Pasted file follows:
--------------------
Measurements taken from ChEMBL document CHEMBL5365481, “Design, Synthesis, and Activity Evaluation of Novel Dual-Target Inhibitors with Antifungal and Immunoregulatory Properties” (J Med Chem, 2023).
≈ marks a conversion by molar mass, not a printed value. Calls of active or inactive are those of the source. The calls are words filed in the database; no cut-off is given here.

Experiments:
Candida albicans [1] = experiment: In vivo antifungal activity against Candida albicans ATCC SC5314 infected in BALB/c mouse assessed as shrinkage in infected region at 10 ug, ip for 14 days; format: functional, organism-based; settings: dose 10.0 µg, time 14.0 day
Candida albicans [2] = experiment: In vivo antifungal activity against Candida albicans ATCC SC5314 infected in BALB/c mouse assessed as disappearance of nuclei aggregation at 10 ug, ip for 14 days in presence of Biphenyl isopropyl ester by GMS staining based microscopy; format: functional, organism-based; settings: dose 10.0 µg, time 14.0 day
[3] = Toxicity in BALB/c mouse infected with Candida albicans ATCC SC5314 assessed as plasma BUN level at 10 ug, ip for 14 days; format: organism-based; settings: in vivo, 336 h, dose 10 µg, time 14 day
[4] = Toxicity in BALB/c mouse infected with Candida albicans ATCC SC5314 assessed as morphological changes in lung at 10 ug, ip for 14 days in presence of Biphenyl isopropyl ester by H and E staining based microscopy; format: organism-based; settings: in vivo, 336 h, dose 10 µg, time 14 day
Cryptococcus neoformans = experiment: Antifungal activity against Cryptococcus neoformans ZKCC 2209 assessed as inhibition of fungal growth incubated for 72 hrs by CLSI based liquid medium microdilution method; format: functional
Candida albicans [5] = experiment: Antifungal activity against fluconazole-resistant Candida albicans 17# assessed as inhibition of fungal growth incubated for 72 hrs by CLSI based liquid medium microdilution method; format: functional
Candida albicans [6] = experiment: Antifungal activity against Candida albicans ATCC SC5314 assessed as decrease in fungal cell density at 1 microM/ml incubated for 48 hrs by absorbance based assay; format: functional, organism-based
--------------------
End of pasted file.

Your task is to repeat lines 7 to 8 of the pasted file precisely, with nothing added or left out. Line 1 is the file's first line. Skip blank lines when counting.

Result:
[4] = Toxicity in BALB/c mouse infected with Candida albicans ATCC SC5314 assessed as morphological changes in lung at 10 ug, ip for 14 days in presence of Biphenyl isopropyl ester by H and E staining based microscopy; format: organism-based; settings: in vivo, 336 h, dose 10 µg, time 14 day
Cryptococcus neoformans = experiment: Antifungal activity against Cryptococcus neoformans ZKCC 2209 assessed as inhibition of fungal growth incubated for 72 hrs by CLSI based liquid medium microdilution method; format: functional